The carrier batch scanned 4 slides or 6 prints in the carrier at the time
09-28-2010, 10:03 PM   #10
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I was given an old photolab grade slide duplicator today. It will take an enlarging lens and I'm pretty sure I have a Pentax mount for it. If not, I can borrow a Nikon .
09-28-2010, 10:50 PM   #11
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QuoteOriginally posted by Wheatfield Quote
I was given an old photolab grade slide duplicator today. It will take an enlarging lens and I'm pretty sure I have a Pentax mount for it. If not, I can borrow a Nikon .
Woo! Hoo!

Who needs a scanner?


Steve
01-14-2011, 03:14 PM   #12
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I bought a Plustek Optifilm 7500I that cane with Silver Fast Software that included the Kodachrome suppurt. No regrets scanned hundreds of slides and now I am working on scanning all my old B/W and color negatives.

Not as fast as a higher end Nikon scanner but gives great results. It is winter gets dark early so might as well spend the time doing something productive like scanning your film and slides.
01-21-2011, 02:17 PM   #13
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Here is an interesting article I found on digitizing slides.

Slide Digitizing -- Parkinson

Phil.
01-22-2011, 10:56 AM   #14
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QuoteQuote:
I found only one product on the market practical for quantity scanning, the Nikon Coolscan 5000 ED Film Scanner and its associated SF-210 slide feeder. Price with tax was $1900. A Nikon discussion group complained about the habit of the overpriced $470 stack loader to jam and offered suggestions that involved cutting plastic or fixing springs. The killer was the time it took for the pre-scan, main scan and (when activated) the dust/scratch removal scan — three to four minutes per image. Essentially users stated that they loaded 40 slides and went to bed — hoping in the morning that nothing had jammed. This could take the rest of my life but the results were reportedly outstanding with multi-megabyte images and excellent colour bit depth and optical density.
I have one of those scanners with a slide feeder, and it took about an hour for a box of slides at 4,000dpi with digital ice. Yes, the results are outstanding and yes, it can be multi-megabyte images.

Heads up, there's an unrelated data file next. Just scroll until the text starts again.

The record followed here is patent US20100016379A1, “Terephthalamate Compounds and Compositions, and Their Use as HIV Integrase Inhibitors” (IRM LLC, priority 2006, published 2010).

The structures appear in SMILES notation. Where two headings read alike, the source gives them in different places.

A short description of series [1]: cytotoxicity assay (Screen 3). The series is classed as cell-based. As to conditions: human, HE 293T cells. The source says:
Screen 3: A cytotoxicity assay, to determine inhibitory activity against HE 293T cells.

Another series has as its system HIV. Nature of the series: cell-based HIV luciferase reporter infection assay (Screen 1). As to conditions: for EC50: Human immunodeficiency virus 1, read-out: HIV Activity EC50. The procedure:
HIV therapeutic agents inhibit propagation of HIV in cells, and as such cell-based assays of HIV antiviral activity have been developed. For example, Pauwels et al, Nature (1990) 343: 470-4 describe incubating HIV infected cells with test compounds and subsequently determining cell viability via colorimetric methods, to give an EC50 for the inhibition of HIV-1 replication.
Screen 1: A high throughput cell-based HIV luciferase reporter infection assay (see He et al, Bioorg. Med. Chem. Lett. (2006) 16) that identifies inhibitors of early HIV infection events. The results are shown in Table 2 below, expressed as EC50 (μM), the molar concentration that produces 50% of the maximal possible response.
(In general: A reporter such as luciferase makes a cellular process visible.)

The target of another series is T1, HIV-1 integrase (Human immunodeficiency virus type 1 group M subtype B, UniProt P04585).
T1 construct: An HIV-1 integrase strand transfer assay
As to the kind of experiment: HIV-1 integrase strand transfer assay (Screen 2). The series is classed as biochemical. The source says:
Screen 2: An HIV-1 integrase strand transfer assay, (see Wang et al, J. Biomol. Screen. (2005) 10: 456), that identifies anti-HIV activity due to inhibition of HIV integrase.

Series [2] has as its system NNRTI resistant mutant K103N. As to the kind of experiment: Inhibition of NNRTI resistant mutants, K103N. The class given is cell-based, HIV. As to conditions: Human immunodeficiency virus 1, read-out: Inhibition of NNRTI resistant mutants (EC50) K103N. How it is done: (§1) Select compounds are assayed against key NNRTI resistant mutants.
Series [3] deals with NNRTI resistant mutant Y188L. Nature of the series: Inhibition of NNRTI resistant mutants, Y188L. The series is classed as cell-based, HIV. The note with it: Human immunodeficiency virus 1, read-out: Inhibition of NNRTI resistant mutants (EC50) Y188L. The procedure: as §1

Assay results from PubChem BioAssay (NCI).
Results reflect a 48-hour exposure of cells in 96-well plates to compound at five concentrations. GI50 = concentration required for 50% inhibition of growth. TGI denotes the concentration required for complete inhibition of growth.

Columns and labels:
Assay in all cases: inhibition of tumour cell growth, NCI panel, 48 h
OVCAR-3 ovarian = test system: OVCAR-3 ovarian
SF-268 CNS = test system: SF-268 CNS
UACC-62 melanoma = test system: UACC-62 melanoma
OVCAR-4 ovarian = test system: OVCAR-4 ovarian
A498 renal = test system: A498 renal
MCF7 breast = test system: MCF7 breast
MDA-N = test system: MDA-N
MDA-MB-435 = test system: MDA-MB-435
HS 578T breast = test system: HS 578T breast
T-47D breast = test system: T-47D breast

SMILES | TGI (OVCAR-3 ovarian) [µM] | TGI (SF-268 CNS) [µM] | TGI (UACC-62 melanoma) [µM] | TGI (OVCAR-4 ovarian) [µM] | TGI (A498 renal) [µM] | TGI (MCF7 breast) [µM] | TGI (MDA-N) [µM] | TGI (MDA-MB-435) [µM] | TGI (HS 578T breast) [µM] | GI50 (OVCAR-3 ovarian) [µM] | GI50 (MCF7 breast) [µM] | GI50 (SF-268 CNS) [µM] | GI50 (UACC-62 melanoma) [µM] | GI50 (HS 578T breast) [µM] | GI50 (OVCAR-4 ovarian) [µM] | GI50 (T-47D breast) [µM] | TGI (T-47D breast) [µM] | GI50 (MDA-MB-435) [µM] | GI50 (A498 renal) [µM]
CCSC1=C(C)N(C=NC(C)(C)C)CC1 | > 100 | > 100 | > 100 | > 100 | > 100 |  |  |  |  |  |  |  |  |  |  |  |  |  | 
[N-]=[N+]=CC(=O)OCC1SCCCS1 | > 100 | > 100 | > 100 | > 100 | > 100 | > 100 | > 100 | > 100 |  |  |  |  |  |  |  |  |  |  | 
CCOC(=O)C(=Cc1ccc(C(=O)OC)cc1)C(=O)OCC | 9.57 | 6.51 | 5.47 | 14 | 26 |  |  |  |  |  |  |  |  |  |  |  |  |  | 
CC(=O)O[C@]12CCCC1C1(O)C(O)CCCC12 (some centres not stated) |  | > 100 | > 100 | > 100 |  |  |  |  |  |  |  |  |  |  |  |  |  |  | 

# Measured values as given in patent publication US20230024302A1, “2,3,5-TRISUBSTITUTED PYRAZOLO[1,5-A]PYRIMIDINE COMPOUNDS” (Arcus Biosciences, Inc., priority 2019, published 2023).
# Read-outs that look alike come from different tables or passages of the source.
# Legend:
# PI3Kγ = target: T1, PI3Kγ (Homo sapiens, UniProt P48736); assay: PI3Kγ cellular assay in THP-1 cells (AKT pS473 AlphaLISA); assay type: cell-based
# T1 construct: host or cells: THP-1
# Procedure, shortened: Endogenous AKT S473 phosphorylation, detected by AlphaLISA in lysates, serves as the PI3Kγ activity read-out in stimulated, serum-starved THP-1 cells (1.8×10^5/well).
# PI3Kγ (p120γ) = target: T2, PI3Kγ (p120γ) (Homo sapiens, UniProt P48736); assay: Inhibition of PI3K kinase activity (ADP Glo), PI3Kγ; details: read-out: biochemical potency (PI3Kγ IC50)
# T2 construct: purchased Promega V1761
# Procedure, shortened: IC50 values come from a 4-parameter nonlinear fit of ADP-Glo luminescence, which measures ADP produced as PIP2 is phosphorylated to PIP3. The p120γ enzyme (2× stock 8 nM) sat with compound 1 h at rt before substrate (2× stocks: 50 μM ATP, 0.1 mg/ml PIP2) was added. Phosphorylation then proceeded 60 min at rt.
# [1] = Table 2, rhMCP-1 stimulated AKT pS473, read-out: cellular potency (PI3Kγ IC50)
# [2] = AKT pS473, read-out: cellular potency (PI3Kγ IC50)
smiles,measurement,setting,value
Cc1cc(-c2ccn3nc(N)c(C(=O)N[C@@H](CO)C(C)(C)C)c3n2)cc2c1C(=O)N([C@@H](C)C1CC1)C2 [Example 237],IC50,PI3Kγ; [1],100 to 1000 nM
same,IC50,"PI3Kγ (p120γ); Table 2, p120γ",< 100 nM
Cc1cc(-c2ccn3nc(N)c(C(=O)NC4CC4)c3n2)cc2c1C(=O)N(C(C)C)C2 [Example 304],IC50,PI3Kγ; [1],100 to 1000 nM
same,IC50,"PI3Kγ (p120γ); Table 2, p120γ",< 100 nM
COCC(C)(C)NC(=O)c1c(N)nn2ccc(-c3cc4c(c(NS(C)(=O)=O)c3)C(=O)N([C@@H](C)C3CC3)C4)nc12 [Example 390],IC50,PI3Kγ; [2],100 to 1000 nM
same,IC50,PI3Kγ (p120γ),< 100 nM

The fix doesn't involve cutting plastic - or at least nothing on the scanner or slide feeder. It's a credit card or a bit of one taped to reduce the width of the slot the slide is pushed through.

I got mine in the UK several years ago for 600 and I could sell it for more now. Quite a bit more! If you want to do quality scans of lots of slides at home I don't think there's anything to touch it. I scanned 50 boxes in a couple of weeks - I work at home, so I'd load it up and set it running. Mostly it didn't jam, Kodachrome in card mounts were the worst, then I'd put one box of slides away and get the next. Of course if I went out of the room it did jam.
01-26-2011, 11:40 PM   #15
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I wish I recalled the science mag, it might have been popular science a new scanner scans the negative immediatly no waiting, by taking three pictures thru a lens each picture is one of the primary colors red green blue then they are merged with 12 mp resolution its to cost $400.

I am in the process of scanning 35mm b&w negatives with an epson v600 i got from amazon for $180 it is painefully slow at 6400dpi but reasonably quick at 3200 dpi( about a minute per picture) the negatives were around 40 years old. the tiff file were insane 25 mb and larger.I was impressed but then again I know nothing about scanning how many dpi do oyu need for an 8x10 print? is there a formula.
here are two scans of pictures taken 40 years ago in my youth.
Since these were the first scans i've ever done and i am new to digital photo.I'd be interested in your suggestions.
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Last edited by shootreadyaim; 01-26-2011 at 11:49 PM.